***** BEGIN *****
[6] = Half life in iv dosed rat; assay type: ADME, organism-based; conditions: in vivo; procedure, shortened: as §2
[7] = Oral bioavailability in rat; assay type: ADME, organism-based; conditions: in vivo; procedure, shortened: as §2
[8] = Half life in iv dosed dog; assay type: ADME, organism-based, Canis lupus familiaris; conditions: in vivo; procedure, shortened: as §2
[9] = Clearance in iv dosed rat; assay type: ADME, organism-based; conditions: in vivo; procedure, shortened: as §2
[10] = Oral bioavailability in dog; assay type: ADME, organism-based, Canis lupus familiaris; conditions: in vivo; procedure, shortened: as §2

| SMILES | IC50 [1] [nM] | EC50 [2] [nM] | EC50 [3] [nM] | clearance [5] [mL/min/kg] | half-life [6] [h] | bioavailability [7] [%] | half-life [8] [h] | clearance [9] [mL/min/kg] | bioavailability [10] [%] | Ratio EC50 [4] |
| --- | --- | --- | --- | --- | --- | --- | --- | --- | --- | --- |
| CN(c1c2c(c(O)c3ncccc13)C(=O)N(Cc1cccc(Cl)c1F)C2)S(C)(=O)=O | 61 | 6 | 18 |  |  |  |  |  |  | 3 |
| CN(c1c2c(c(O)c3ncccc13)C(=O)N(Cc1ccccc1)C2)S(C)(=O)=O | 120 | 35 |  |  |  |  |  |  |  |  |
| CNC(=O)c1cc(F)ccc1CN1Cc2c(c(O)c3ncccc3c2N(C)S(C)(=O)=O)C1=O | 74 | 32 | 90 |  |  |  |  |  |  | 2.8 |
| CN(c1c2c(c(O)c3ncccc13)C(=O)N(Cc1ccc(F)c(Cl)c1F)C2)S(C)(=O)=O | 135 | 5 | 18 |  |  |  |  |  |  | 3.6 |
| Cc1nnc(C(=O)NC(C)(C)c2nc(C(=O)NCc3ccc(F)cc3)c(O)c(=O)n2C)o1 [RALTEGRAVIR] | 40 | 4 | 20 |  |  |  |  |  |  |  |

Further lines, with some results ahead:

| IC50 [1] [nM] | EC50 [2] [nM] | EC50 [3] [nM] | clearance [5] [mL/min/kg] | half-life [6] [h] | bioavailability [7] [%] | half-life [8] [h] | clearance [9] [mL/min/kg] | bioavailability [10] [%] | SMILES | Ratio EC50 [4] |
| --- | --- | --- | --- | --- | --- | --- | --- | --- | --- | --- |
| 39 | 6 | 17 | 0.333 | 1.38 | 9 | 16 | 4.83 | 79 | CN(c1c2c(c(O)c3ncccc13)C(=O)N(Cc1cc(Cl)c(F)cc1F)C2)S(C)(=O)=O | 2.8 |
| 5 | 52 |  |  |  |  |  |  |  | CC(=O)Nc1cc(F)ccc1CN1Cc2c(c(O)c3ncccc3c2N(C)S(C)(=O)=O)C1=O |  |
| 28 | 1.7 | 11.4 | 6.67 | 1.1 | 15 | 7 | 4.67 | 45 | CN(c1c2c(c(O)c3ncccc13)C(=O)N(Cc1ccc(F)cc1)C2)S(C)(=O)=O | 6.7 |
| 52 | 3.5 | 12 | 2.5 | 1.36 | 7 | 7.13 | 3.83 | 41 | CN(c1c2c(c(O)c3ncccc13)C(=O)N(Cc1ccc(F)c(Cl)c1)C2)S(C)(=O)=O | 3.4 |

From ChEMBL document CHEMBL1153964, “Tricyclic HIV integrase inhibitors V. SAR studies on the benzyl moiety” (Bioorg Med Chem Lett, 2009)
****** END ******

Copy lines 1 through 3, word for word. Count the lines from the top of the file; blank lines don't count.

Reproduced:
[6] = Half life in iv dosed rat; assay type: ADME, organism-based; conditions: in vivo; procedure, shortened: as §2
[7] = Oral bioavailability in rat; assay type: ADME, organism-based; conditions: in vivo; procedure, shortened: as §2
[8] = Half life in iv dosed dog; assay type: ADME, organism-based, Canis lupus familiaris; conditions: in vivo; procedure, shortened: as §2